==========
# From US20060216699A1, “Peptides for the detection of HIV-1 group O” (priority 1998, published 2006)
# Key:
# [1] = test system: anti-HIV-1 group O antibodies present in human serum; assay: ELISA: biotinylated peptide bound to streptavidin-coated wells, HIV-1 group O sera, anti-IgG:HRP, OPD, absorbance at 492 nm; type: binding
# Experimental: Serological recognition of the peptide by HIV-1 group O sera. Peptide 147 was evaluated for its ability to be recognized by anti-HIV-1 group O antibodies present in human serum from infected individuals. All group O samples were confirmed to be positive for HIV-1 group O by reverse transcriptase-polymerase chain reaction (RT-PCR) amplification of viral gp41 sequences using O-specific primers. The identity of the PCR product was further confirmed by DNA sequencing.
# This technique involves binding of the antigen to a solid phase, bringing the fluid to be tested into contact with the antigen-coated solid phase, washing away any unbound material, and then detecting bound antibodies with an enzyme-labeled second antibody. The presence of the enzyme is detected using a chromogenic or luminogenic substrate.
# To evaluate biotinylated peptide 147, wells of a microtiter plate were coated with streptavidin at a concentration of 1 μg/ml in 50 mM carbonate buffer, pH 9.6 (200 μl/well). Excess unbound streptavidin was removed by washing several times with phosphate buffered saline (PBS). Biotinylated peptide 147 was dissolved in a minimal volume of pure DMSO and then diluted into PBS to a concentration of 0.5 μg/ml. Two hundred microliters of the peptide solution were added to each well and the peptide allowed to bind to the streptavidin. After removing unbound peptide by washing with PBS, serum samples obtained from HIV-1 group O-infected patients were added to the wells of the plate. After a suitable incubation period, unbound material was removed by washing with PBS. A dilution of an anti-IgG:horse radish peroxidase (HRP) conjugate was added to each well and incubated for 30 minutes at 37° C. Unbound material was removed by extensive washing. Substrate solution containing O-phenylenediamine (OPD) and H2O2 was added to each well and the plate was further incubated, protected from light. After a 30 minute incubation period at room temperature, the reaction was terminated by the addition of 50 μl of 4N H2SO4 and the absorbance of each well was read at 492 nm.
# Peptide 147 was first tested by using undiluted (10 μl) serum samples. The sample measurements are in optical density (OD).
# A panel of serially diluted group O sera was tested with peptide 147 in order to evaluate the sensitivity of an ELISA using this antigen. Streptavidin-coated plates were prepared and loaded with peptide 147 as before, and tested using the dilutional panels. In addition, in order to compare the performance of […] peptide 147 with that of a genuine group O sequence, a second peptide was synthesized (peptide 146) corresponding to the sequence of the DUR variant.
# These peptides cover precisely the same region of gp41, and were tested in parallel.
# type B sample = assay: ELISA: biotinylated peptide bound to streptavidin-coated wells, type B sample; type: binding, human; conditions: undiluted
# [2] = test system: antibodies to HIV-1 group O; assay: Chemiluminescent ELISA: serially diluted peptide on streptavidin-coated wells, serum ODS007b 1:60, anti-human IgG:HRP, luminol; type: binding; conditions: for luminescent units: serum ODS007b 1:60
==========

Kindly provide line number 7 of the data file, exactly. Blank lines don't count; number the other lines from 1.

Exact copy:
# Peptide 147 was first tested by using undiluted (10 μl) serum samples. The sample measurements are in optical density (OD).